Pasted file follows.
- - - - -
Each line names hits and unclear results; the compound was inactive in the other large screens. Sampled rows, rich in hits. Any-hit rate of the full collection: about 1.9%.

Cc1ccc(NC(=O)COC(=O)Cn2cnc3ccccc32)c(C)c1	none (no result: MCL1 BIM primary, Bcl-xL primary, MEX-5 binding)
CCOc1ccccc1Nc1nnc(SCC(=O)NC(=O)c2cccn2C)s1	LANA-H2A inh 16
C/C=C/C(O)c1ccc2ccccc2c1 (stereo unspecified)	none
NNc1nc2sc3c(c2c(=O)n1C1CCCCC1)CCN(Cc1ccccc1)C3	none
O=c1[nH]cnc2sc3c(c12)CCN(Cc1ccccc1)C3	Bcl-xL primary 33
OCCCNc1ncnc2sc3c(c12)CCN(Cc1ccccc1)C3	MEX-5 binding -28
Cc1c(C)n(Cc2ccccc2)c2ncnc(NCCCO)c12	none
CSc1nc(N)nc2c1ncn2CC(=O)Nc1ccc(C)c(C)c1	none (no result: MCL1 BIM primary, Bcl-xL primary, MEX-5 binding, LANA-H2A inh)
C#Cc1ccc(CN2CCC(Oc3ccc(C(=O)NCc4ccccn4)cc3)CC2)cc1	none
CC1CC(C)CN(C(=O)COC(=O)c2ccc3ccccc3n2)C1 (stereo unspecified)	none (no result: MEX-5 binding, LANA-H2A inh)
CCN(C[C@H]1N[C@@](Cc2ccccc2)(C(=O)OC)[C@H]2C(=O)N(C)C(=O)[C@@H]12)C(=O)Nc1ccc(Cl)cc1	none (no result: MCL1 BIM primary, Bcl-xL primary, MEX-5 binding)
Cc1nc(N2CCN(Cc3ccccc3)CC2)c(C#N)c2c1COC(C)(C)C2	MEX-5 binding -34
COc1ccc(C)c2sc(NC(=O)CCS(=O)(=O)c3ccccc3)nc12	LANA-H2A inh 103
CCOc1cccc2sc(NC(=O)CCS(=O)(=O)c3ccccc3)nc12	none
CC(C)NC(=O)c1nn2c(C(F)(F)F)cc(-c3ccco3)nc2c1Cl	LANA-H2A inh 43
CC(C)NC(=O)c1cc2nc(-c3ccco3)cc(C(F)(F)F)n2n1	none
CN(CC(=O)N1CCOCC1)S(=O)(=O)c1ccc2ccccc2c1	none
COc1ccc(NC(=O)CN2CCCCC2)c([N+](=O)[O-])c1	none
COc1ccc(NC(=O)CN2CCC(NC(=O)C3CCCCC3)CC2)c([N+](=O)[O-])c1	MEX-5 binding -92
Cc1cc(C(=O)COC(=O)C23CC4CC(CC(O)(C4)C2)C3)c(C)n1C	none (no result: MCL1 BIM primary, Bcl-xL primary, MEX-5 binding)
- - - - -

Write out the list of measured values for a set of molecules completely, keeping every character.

Each line names hits and unclear results; the compound was inactive in the other large screens. Sampled rows, rich in hits. Any-hit rate of the full collection: about 1.9%.

Cc1ccc(NC(=O)COC(=O)Cn2cnc3ccccc32)c(C)c1	none (no result: MCL1 BIM primary, Bcl-xL primary, MEX-5 binding)
CCOc1ccccc1Nc1nnc(SCC(=O)NC(=O)c2cccn2C)s1	LANA-H2A inh 16
C/C=C/C(O)c1ccc2ccccc2c1 (stereo unspecified)	none
NNc1nc2sc3c(c2c(=O)n1C1CCCCC1)CCN(Cc1ccccc1)C3	none
O=c1[nH]cnc2sc3c(c12)CCN(Cc1ccccc1)C3	Bcl-xL primary 33
OCCCNc1ncnc2sc3c(c12)CCN(Cc1ccccc1)C3	MEX-5 binding -28
Cc1c(C)n(Cc2ccccc2)c2ncnc(NCCCO)c12	none
CSc1nc(N)nc2c1ncn2CC(=O)Nc1ccc(C)c(C)c1	none (no result: MCL1 BIM primary, Bcl-xL primary, MEX-5 binding, LANA-H2A inh)
C#Cc1ccc(CN2CCC(Oc3ccc(C(=O)NCc4ccccn4)cc3)CC2)cc1	none
CC1CC(C)CN(C(=O)COC(=O)c2ccc3ccccc3n2)C1 (stereo unspecified)	none (no result: MEX-5 binding, LANA-H2A inh)
CCN(C[C@H]1N[C@@](Cc2ccccc2)(C(=O)OC)[C@H]2C(=O)N(C)C(=O)[C@@H]12)C(=O)Nc1ccc(Cl)cc1	none (no result: MCL1 BIM primary, Bcl-xL primary, MEX-5 binding)
Cc1nc(N2CCN(Cc3ccccc3)CC2)c(C#N)c2c1COC(C)(C)C2	MEX-5 binding -34
COc1ccc(C)c2sc(NC(=O)CCS(=O)(=O)c3ccccc3)nc12	LANA-H2A inh 103
CCOc1cccc2sc(NC(=O)CCS(=O)(=O)c3ccccc3)nc12	none
CC(C)NC(=O)c1nn2c(C(F)(F)F)cc(-c3ccco3)nc2c1Cl	LANA-H2A inh 43
CC(C)NC(=O)c1cc2nc(-c3ccco3)cc(C(F)(F)F)n2n1	none
CN(CC(=O)N1CCOCC1)S(=O)(=O)c1ccc2ccccc2c1	none
COc1ccc(NC(=O)CN2CCCCC2)c([N+](=O)[O-])c1	none
COc1ccc(NC(=O)CN2CCC(NC(=O)C3CCCCC3)CC2)c([N+](=O)[O-])c1	MEX-5 binding -92
Cc1cc(C(=O)COC(=O)C23CC4CC(CC(O)(C4)C2)C3)c(C)n1C	none (no result: MCL1 BIM primary, Bcl-xL primary, MEX-5 binding)